So what we need are some pretty vicious rules that account for hypothermia - things that insist that the characters get a fire going before they dilly-dally around with things like gathering up treasure. Even chasing an enemy through a wood for ten or twelve rounds can get you into trouble.
Granted, in the example above, the chance for hypothermia ought to be pretty low. I suggest that if the experienced heat climbed two grades during the battle (as I described in this case), then after the battle it ought to drop two grades below whatever the actual ambient temperature is. In the above example, I described that as being 'brisk.' So the ambient temperature experienced by someone after a 25 round battle ought to be 'frosty.'
Once the temperature drops to 'chilly,' the core body temperature for the individual is threatened enough that we can reimpose a drop in stats (35 F/2 C is the point when hypothermia can begin to affect the body's core). This equals -1 across the board at 'chilly' (which includes the point where water freezes), -2 for 'frosty,' -3 for 'icy' and so on. Thus, our characters in the above example would need to make a constitution check against hypothermia at -2 (effective temperature 'frosty') to their constitution. Failure equals hypothermia.
The effects of hypothermia are easy enough (see link). The main problem is that the body begins to lose heat rapidly - so that if something isn't done, the individual will die. But there is lots that can be done - provided you are not running from a pack of ice wolves - such as starting a fire, wrapping the character in DRY clothing, heating potatoes that can be held in the hands, sharing body heat or building a shelter that will collect lost body heat and perhaps additional heat from a candle or lantern.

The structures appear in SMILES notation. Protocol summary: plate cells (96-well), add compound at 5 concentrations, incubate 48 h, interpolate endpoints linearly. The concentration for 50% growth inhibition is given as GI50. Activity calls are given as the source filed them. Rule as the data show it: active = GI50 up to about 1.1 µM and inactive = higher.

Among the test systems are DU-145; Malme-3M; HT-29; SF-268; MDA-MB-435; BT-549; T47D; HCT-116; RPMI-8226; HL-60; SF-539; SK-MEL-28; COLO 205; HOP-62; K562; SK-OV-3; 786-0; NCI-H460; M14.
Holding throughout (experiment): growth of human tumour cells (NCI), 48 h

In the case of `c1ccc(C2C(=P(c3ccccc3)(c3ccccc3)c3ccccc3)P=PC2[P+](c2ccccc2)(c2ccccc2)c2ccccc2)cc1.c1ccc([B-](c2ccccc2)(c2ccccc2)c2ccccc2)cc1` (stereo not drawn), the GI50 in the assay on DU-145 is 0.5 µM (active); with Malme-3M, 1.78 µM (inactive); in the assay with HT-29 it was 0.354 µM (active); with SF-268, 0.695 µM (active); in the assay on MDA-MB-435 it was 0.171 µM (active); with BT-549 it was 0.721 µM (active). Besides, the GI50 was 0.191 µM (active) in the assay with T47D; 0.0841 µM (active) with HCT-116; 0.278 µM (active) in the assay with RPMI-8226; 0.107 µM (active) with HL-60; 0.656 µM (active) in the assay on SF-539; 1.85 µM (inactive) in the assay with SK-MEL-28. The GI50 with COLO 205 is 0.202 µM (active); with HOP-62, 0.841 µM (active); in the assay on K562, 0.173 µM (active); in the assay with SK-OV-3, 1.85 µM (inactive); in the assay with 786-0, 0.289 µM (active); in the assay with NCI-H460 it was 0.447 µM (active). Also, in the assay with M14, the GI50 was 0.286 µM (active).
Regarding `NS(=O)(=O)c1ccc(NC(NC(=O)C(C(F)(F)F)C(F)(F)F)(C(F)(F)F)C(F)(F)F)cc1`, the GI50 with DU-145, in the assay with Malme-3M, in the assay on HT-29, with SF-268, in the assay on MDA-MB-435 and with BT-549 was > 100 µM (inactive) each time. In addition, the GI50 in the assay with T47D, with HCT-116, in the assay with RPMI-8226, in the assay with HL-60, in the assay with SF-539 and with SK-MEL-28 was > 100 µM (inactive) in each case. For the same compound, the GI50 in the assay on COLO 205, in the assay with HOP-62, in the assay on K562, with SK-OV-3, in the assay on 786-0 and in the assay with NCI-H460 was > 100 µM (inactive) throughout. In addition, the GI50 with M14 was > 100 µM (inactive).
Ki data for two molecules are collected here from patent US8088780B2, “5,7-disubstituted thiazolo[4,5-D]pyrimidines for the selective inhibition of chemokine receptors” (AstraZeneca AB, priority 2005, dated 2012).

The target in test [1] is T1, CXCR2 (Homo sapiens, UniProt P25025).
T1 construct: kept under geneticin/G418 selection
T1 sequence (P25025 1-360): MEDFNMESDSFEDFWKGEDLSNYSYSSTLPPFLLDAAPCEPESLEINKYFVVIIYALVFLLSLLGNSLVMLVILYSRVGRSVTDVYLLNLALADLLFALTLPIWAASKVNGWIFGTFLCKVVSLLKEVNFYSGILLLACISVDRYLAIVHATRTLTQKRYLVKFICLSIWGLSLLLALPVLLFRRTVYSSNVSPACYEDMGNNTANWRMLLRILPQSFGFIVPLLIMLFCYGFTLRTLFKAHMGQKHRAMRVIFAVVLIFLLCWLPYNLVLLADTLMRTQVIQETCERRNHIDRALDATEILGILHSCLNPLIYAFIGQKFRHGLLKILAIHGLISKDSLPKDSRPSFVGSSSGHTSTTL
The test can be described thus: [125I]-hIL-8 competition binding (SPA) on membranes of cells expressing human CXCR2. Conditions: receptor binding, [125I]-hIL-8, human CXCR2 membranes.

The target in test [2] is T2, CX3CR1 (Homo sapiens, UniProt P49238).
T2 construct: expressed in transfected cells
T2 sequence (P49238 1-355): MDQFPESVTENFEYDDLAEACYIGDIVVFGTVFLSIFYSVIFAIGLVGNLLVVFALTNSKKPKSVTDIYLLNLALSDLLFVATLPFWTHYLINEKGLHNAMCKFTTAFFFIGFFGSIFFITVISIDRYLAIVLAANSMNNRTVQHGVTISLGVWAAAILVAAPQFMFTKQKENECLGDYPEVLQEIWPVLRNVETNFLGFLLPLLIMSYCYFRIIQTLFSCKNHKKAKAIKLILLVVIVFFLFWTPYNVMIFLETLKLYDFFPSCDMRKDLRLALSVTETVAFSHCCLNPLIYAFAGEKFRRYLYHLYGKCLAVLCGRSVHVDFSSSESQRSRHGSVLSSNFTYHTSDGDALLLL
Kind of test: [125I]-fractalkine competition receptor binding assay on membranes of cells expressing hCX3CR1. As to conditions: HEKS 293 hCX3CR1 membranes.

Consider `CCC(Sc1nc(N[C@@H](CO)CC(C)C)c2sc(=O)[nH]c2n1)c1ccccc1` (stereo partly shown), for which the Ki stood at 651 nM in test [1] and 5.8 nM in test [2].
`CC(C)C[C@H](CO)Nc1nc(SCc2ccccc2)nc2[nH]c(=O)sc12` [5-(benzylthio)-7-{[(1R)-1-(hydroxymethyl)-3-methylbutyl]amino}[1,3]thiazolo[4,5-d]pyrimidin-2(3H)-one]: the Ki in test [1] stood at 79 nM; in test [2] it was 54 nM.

If none of these things are done - or if the character suffering from the hypothermia has gone off alone and can't be found - then the character will absolutely die.
Even if a check against hypothermia is made, the situation hasn't changed. If the characters don't get dry and warmer very soon, they will need to make another check and another, perhaps every 2-5 minutes (certainly no longer). It can take a long time to die from hypothermia but getting it can come on pretty rapidly if you're not prepared.
That means EXTRA clothes when marching about the wild, kept dry; and picking when you want to get into combat, since you don't want to get caught out in the wild having to be on the run while soaking wet. Once we've established rules for losing stats after combat in cold climes, accounting for these things becomes the difference between life and a TPK.
Have a look at this comment of William Jones' and my answer. In the case of the character from Asyut (and living there), that cold shock can kick in when the temperature is merely cool (night in the desert). Thus the rule helps explain the effects on those shivering in the middle of the night in the Sahara.
There's something to be considered, too, for the fellow from Haerpin. That fellow may be used to a 'brisk' climate . . . but body temperature is the same for everyone. Thus, while he considered the yearly temperature at home to be pleasant, that is pleasant only so long as he is wearing protective clothing. Once he is naked and wet in a brisk temperature, his core temperature is as shit as anyone's.
This is all a bit complicated - moreso than the last post. Still, it would really give people pause. It's bloody cold outside - do you really want to get into a combat?
There may not be an option, there - but I'm going to leave that for a third post. There was a lot more in the above than I expected.